The subway and its stations are an integral part of NYC, an invisible below grade parallel universe that operates 24 hours a day, every single day of the year. Between 550 and 660 feet long, some stations along the tracks and within their connecting corridors contain newsstands, shoe shines and barbershops – acting as the original shopping malls.

    While buried beneath the street, the typical subway entrance is as close to the surface as it can be. One descends its single flight of stairs almost as if entering a residential basement rec room. Being so close to the surface has its advantages: the distances to enter and exit are minimal. Ventilation can be obtained with grilles in the sidewalk above without use of ducting or fans; and with these open steel grates one can hear the approaching train from the street, causing many a rider to go barreling down the steps, even though another will be along in two to 3 minutes. But the shallow depth also leaves the system vulnerable to flooding and damage from above. In addition, the existing streams and creeks that were part of wild Manhattan are still flowing beneath the streets at the same level as the subway and require constant vigilance in trying to prevent leaks and withstanding water pressure.

    Linking the furthest points of the northern Bronx to the beaches of Far Rockaway in Queens, all for a single fare, the experience of riding the subway, at a minimum, consists of essentially three spaces: the station one waits in, the subway car one hurtles through the dark tunnels in, and the station one exits through. The first is experienced statically, standing, waiting in the light, completely anticipatory. The second is in a usually crowded car zipping along the miles of dark tracks that comprise the system, as if travelling in a duct, cut off from the world above, until one reaches the next illuminated station from which to exit, get reoriented and return to the life of the city.

    Structural engineer
    The original construction of the NYC subways occurred through several contracts, under private entities, essentially a public-private enterprise. The originally competing companies that built the subways, such as the IRT (Interborough Rapid Transit) and BMT (Brooklyn-Manhattan Transit) were eventually folded into the present-day Transit Authority under the MTA of NY in the 1950s. One can still catch old-timers refer to the IRT or Lexington Avenue Train that others call the 4/5/6 or tourists may call “the green line.”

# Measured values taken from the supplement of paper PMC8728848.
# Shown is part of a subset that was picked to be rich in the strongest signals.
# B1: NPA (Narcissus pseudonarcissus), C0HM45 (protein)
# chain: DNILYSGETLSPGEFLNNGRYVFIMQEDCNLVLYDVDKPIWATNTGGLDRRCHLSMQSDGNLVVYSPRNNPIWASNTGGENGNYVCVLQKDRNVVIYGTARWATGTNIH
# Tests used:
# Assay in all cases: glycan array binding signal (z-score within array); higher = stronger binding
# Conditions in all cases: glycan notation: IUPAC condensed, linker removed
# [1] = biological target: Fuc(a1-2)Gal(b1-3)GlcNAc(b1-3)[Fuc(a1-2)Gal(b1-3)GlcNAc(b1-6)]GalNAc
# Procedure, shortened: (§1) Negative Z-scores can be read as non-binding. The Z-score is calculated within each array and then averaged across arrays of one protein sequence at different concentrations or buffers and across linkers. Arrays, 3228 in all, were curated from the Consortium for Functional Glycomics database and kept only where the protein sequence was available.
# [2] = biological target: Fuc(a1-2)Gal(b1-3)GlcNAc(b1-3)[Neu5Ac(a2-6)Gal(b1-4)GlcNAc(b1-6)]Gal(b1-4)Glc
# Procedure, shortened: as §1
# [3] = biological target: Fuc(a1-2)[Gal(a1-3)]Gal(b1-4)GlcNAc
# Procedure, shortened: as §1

The 1913 contracts, known as the “Dual System of Contracts,” greatly expanded the tributary lines of the outer boroughs that fed into Manhattan, further expanding city growth. The technology of this contract was highlighted by a series of articles published in Engineering News in 1914. Available as a reprint today, it is a fascinating and detailed, yet succinct read, covering the structural design, ventilation, drainage, waterproofing, excavation, tunneling, underpinning, and elevated portions of the subway. We recommend it as a good quick inspirational read, particularly for those in our field involved in historic structures or major infrastructure projects.

    The subway system brought myriad problems to solve. From a simplistic point of view, the main issue was how to open up the streets of NYC, keep the city operational, and build tunnels and tracks to allow the passage of trains, and ventilation, without undermining the existing and in some cases fragile buildings that were already there.

    The cut and cover method, mentioned above, consisted of a rapid street opening and then temporary cover to allow workers to brace, excavate, and then build the new subterranean infrastructure below, under the feet of the people of New York. The basic structure of most subways consists of closely spaced steel bents with concrete arches spanning between. Steel framing was judged to be most appropriate, since it could be brought in small standardized sections and rapidly field-riveted and then immediately loaded. The steel columns were supported on concrete footings where soil conditions permitted. Many areas of the subway are below the ground water table and have a mat foundation to resist water pressures.